You have untapped strength to overcome any obstacles than you can ever imagine. Use that strength and refuse to live a life of mediocrity and complacency.
3. Learn New Things
Until you push yourself, you cannot explore. And it takes exploration to learn new things. Start a new business and open yourself to new opportunities. Whatever you do, ensure you are learning, growing, and pushing yourself.
4. Stay in Shape
Pushing yourself also impacts your body. You become fit when you refuse to stay at rest.
For instance, you can use the step instead of the elevator. Get your body in motion and stay fit, especially in this lockdown. Studies have revealed that you burn calories as much as 6 to 15% more when you engage in high-intensity exercises.
5. Achieve More!
Past glories produce future rewards. Push yourself to generate more results than you did yesterday. Find out what you can do more, even if it is only 5 minutes more. Anytime you make extra effort to add value to your life or that of others, you learn and grow beyond your limits and strength.
6. Discover Your Identity
You don’t know your worth and capabilities until you stretch. Listen up! The only competitor you have is YOU! it is while you exert yourself that you get to realize your beliefs, limits, and strengths. Pushing yourself will help you know your true identity.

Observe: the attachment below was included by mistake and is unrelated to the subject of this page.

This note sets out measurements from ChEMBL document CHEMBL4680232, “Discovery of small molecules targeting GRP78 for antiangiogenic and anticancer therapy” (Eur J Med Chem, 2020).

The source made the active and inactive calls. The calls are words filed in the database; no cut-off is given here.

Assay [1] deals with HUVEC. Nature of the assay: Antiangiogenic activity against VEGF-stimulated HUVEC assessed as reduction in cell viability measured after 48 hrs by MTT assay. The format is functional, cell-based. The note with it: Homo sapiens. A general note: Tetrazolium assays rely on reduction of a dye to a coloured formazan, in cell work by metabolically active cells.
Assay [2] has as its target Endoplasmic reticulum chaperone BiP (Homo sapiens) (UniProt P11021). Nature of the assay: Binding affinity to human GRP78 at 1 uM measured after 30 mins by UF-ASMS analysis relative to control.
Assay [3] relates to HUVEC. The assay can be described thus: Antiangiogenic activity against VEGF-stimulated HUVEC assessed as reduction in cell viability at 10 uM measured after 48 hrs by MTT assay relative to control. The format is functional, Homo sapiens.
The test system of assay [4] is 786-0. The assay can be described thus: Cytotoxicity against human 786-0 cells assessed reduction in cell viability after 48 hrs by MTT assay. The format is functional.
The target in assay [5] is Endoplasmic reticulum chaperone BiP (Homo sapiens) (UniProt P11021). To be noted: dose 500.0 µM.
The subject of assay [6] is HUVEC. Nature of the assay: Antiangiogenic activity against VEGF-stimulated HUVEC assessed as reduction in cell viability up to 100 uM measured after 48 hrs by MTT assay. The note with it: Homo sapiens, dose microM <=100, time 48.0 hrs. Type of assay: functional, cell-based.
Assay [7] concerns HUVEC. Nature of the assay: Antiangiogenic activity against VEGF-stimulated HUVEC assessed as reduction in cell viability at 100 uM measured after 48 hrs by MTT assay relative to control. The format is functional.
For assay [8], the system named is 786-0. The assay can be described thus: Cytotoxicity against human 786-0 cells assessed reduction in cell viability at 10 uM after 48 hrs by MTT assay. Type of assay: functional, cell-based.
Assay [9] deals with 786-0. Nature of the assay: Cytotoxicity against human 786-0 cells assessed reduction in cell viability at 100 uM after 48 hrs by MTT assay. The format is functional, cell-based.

7. Build Momentum
Death occurs in a state of rest. Would you rather be stagnant water or a flowing river? You need a sustained momentum to achieve your goals in all aspects of your life. You can build momentum by going the extra mile in achieving your goals.
8. Define Your Limits
How do you even know your limits if you don’t push yourself? The next time you push yourself, you will realize you can break through those limits.
How Do You Push Yourself Beyond Limits and Achieve Success?
It is easier to stay in a more comfortable zone than to dare or explore new frontiers. Meanwhile, not pushing yourself will deny you personal growth, professional or business opportunities, as well as life experiences.
So, here are tips to get you out of your cocoon. Don’t forget to start with the hardest part.
1. Take That First step
What you need to get started is that first step. It may not be easy at first. Nothing comes easy as well. The first day at work is boring, the same as going to the gym. But when you continually build your stamina, your motion will become easier. Take the first step to achieve your dream!
2. Inspire Yourself
Don’t wait for extrinsic motivation to make the first move. Discover your inner motivation! It could be a motivational video, TED Talks, Lifehack articles, riverside, or a walk in the park. Ensure it is something that drives you to take action. Inspiration is a motivational tool to help you push yourself.
3. Create Your Environment
You need the right environment to succeed and make good choices. It is better to read at your desk than to read on your bed. If you want to stay healthier and fit, put healthier foods and water closer to you. Avoid junk and exercise your muscles daily.